Stopping the flames

Santa Clara firefighter Jason Falarski said of thi, ‘I don’t want to lose this house.
(Wally Skalij / Los Angeles Times)
Los Angeles Times staff writer

Jason Falarski was on the books for a 24-hour shift at the Santa Clara Fire Department, starting at 8 a.m. Sunday. But if you were a firefighter in California last week, the books didn’t count for much.

Falarski, a 35-year-old captain, had tiptoed out of the house early, letting his wife, daughter and two sons sleep. Then came the long-distance call for help in San Diego County.

By 10 p.m. Sunday, he was rolling south, one of 21 firefighters on five engines from Santa Clara, Santa Cruz and Monterey counties. By 2 a.m., they were racing down the Grapevine, gaping at fires left and right. About the time his shift was supposed to end, he was checking in at Fire Station 80 in Ramona.

By Monday night, he was crouched between the pool and the barbecue grill on a luxurious backyard patio in Poway, throwing all he had at the climbing fire.

A few months ago, Falarski had brought his family to Southern California on vacation. This time, as he entered the disaster zone on Old Coach Road in Poway, San Diego County was lit up like no place he had seen in 16 years on the job.

“Fire everywhere,” Falarski recalled. “Hundreds of houses threatened, gazebos and decks going up. We might be able to save one house, but the house next to it would be going up in flames.”

Falarski’s team moved from house to house, winning some, losing some. They were lucky: No lunch, no dinner, sore feet, blisters, headaches -- the easiest inconveniences of fighting fire.

They reached the house on Sandhill Road about 7 p.m.

“It was on a cul-de-sac. We backed in. When we looked behind the house, there were flames running up the hill. We deployed our hose line to the back. The main objective was to make sure the deck didn’t become fully involved, because if the deck became fully involved, we probably would lose the house.”

The battle went on for an hour. While his teammates, Andrew Kim, Ray Torres and Gary Agvin, paid out hose and doused other parts of the property, Falarski, who is 6 feet tall and weighs 200 pounds, threw about 100 gallons per minute.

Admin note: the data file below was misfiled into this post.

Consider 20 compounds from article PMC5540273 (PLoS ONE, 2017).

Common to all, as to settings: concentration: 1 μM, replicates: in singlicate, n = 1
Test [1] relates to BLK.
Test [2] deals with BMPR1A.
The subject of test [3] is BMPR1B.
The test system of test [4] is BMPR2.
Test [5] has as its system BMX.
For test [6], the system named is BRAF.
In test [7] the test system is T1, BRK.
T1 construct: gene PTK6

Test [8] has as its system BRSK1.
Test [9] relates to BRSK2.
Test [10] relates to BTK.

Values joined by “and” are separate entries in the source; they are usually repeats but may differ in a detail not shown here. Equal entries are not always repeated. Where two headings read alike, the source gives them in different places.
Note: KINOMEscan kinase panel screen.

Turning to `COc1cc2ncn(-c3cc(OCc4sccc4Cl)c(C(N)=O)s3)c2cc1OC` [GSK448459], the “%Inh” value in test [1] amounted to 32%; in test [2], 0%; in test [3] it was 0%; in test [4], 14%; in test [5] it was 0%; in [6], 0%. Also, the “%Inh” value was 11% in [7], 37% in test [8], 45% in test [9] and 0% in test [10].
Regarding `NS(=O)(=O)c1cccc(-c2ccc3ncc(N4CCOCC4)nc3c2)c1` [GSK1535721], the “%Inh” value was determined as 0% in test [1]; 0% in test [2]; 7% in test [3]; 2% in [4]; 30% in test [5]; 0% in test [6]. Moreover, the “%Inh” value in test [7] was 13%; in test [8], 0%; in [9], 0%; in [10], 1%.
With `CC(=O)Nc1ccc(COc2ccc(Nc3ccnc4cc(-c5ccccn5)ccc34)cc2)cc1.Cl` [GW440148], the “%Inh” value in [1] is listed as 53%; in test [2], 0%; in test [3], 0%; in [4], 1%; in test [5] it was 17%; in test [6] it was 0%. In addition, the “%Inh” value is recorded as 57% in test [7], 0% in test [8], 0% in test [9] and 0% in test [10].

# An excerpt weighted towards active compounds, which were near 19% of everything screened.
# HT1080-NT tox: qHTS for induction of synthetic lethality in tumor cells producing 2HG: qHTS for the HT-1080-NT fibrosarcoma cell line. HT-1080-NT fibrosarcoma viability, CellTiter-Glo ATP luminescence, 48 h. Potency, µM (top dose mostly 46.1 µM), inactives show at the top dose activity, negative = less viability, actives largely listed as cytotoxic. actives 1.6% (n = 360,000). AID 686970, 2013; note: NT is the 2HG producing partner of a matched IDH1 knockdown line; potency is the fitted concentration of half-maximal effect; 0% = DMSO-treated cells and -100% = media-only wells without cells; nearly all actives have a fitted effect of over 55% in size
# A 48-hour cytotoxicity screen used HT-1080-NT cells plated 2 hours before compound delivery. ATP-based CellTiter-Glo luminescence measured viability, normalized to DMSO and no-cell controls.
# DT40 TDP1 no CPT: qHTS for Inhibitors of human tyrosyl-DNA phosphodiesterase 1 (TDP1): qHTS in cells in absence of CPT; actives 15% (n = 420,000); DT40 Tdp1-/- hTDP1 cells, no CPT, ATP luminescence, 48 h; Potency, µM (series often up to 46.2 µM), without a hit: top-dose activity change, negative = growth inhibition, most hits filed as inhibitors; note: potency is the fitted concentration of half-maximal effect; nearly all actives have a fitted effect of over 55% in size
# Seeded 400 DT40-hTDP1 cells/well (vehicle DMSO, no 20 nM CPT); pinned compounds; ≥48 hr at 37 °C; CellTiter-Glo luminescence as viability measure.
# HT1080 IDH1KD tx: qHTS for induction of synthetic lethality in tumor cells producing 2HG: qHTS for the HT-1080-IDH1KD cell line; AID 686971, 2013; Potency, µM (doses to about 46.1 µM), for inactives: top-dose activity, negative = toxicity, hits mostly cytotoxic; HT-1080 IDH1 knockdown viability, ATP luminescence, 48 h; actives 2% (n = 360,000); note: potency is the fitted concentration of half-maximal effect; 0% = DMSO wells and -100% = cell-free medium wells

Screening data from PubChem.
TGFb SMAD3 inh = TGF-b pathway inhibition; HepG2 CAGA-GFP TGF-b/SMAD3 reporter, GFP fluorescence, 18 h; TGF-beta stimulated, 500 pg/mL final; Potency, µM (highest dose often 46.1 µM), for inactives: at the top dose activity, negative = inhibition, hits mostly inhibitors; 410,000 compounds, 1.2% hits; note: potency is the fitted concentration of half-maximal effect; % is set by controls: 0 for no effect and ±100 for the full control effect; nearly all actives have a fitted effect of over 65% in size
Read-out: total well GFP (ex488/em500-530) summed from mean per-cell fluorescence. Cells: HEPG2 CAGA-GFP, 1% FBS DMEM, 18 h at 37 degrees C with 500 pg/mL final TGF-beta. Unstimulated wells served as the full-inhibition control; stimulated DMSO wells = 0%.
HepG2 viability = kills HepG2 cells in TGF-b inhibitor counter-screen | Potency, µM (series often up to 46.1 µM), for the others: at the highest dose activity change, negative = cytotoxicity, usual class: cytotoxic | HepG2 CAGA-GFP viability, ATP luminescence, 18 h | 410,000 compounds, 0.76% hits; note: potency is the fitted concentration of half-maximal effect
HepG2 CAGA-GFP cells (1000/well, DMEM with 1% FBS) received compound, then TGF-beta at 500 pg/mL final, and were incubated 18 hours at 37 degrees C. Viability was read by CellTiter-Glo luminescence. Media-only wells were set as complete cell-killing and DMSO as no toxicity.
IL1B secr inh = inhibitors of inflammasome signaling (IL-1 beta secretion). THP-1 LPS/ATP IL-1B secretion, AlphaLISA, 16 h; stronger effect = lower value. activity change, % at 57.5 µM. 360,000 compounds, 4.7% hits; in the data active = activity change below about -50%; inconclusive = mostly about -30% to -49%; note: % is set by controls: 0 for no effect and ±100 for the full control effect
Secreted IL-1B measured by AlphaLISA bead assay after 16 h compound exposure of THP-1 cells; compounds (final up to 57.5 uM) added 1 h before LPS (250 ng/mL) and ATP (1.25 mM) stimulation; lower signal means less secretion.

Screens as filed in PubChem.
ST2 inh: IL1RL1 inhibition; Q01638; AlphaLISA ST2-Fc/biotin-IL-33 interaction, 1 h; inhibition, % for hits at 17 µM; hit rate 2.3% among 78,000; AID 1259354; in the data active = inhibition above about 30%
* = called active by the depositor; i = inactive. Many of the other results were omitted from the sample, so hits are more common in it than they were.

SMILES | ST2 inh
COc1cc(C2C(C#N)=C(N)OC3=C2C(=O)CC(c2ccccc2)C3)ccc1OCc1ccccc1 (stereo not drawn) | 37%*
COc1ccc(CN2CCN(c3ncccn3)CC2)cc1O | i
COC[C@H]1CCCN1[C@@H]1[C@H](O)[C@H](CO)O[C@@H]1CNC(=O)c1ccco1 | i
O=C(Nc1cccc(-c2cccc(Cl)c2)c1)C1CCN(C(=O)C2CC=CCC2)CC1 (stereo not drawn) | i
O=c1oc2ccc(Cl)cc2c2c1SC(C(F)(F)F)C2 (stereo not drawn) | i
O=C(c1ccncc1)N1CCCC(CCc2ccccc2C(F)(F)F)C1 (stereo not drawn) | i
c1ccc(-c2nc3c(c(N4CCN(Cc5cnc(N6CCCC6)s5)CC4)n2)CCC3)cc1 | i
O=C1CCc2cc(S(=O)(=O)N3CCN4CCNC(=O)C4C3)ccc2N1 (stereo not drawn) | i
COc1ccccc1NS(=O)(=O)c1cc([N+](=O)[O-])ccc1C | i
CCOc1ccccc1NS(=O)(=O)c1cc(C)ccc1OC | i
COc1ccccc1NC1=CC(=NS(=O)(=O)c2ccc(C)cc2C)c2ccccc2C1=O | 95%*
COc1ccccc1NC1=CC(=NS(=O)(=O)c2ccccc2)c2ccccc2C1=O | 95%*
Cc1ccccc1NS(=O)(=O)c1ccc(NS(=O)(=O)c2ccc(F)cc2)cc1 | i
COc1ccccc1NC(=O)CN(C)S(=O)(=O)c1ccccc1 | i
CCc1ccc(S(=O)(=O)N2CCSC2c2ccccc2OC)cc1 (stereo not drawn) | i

The Hansen family, who own the home, had left that morning, but were watching from a distance. While the fire crew clambered around the backyard, Jim and Maureen Hansen were two miles away, at the home of their grown daughter, Jenny, joined by their son Chris. As the night wore on, the Hansens took turns scanning the television, then stepping into the backyard to look across the canyon.

Then another of their sons called. Michael, a law student on an exchange program in Buenos Aires, had been searching the Los Angeles Times website for clues about his house, and came upon the image of Falarski fighting to save it.

“Our house is on and it doesn’t look good,” Michael told his parents from Argentina.

“The conditions you saw in the picture,” Falarski said, “that probably lasted about 30 minutes. The main thing going through my mind is, ‘I don’t want to lose this house.’ ”

And then?

“We saved that house. . . . I think all 10 made it on the cul-de-sac. The street over might have lost three or four houses. But I’m not sure.” It was Tuesday morning before Falarski and his teammates had a chance to eat and sleep. They had breakfast at Poway High School, then lay on the grass at a park in Escondido. Then they rejoined the fight.

So when is this assignment going to end?

“Could be two weeks,” Falarski said. “Could be three.”

By Christopher Reynolds